“I’ve got no strings to hold me down” says Marvel’s creative director. Multiple global filming locations? Sure! Cameos with nearly all notable characters from prequels past? Why not! A love story between Black Widow and the Hulk? Big, green light! In Avengers: Age of Ultron the story jumps from fight scene, to fight scene, to argument, to another civilian-populated fight scene.
We begin with the Avengers tracking down that magical blue scepter from the first installment, The Avengers. Once Tony Stark (Robert Downey Jr.) gets his hands on it, however, he can’t help but play with the possibility that its power can be used to fulfill his lifelong dream: world peace via artificial intelligence. His plan works and everything is lovely, the Avengers disband, the end! Kidding. Ultron (voiced by James Spader) comes into being and concludes that humans, particularly the Avengers, are the greatest threat to a peaceful Earth. Captain America/Steve (Chris Evans), Black Widow/Natasha (Scarlett Johansson), the Hulk/Bruce (Mark Ruffalo), Hawkeye/Clint (Jeremy Renner), and Thor/Almighty Son of Oden (Chris Hemsworth) fall into their protect-the-earth mode. But conflict within the team distracts them from stopping the hostile robot with a killer personality. Ultron steadily builds his power base, constructing robots, strengthening his body, and bringing the super-powered Maximoff twins, Pietro (Aaron Taylor-Johnson) and Wanda (Elizabeth Olsen), onto his side.
How does Age of Ultron work with so many characters? Well, they’re rarely all in the same room, for one thing. Thor goes on a soul-searching quest, Banner cowers in various empty corners like a hedgehog during the day, and Hawkeye is constantly the odd man injured. Even so, Age of Ultron has double the amount of fighting compared to The Avengers. The Hulk vs. Ironman’s Hulkbuster is particularly epic, with punches flying every which way, buildings crumbling to the ground, and sub base volumes so deep you can’t even hear them. No expenses were spared. There are so many fight combos – with the enemy, amongst themselves, with a mashup of enemies and allies – that the Avengers eventually run out of ways to hit each other and resort to talking it out.
Ultron is the master villain who multiplies, manipulates, and manages to move his lips with great articulation despite having no actual lips in a face of solid metal. He is just the right amount of crazy, striving to cleanse the earth of all humans but seemingly in need of a companion at all times. He quotes Pinocchio, builds his own friends, and comes up with an absurd plan to wipe out the Earth that is actually quite clever, given that he has the means to pull it off. I feel like he and the Joker would be great friends. Ultron doesn’t necessarily become more powerful as the movie progresses, only better equipped. Although, how he learns earthbending is beyond me.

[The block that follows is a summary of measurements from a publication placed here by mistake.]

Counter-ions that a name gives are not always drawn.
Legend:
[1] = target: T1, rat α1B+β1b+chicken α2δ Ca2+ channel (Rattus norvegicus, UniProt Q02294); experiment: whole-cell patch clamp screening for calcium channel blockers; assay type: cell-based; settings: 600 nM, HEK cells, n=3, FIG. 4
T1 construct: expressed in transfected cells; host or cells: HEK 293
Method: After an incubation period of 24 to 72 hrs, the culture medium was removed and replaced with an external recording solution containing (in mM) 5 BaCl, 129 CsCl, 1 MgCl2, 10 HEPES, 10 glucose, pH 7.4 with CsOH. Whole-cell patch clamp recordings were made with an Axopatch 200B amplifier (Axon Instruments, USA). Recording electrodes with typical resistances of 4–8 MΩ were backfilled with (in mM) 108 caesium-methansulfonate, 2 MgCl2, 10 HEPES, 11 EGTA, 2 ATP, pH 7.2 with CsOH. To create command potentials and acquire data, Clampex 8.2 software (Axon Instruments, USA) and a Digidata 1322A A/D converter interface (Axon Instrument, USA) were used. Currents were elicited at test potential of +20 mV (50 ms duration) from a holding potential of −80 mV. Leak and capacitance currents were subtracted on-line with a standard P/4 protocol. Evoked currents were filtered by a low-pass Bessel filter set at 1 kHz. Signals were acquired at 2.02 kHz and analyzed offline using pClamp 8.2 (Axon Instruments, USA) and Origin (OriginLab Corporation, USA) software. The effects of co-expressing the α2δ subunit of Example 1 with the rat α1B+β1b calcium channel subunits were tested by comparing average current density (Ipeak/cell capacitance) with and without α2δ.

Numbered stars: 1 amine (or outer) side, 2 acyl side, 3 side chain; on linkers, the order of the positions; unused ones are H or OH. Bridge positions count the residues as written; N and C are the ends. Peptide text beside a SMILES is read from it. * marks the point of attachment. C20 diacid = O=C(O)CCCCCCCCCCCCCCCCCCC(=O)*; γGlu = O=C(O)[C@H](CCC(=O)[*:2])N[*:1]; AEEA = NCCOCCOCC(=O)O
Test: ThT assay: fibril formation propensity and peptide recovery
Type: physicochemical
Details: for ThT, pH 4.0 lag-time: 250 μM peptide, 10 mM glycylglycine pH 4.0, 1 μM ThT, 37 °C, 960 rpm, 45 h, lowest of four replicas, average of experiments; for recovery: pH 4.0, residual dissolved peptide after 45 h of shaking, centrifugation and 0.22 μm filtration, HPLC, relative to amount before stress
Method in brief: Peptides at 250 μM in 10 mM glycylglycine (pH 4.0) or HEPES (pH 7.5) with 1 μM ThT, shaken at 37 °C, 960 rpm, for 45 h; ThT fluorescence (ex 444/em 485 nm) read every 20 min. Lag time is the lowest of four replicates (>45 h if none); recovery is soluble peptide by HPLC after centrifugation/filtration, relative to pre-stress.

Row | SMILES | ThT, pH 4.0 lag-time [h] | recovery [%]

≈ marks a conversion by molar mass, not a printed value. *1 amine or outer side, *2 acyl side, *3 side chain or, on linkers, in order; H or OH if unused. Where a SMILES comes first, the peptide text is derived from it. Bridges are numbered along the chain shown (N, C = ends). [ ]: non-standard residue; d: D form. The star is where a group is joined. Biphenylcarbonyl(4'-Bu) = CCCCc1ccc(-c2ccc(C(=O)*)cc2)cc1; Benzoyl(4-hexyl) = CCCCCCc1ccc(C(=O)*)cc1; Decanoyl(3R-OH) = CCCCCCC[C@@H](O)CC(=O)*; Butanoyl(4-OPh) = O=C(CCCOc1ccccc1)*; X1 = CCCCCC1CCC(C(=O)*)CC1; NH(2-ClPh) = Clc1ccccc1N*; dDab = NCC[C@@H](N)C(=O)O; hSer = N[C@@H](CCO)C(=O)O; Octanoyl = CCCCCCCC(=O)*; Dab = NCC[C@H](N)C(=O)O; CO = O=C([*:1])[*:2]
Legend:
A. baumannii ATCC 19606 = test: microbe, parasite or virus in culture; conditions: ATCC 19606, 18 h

The Avengers themselves haven’t evolved much since the first movie. Thor bought an encyclopaedia, Natasha’s new Tron suit makes her a standout in the world of espionage, and Captain America has clearly encouraged the team to always be ready with a white handkerchief in case someone nearby is bleeding to death. But, Stark and Cap. still bicker, Bruce is still unstable, Thor still fits in like a Dungeons and Dragons fan at a cage fight, and they all still talk to each other through what must be cranial implants since they are clearly not wearing earpieces.
The twins are a nice new addition to this ever-expanding Marvel cinematic universe, even if their Eastern European accents drift in and out. Their story is quite different from the comic books (if you were wondering how Marvel can put two mutants in their movies without being able to say “X-Men,” “Magneto,” or “mutants”). With everything else going on, they aren’t given very much to do besides look worried. However, their powers are super nifty, and who doesn’t love random characters with nifty powers?
James Spader plays an excellent crazy A.I. and steels (ba dum ching!) the show with his twisted charm and insecurity. In the hero department, Stark has dangerous ideas, Natasha’s romance feels like a necessary break from all the face-smashing, and Captain America shows us every variation on a Frisbee throw plus how to break your fall with a windshield. The Avengers: Age of Ultron does what it sets out to do: entertain with action and tidbits of humour. It doesn’t quite have the round-em-up united feeling of the first installment or the depth of The Winter Soldier, but it does throw all of your favourite characters together and faces them off against a colourful villain. I’d say Age of Ultron is roughly a 7/10.
Avengers: Age of Ultron trailer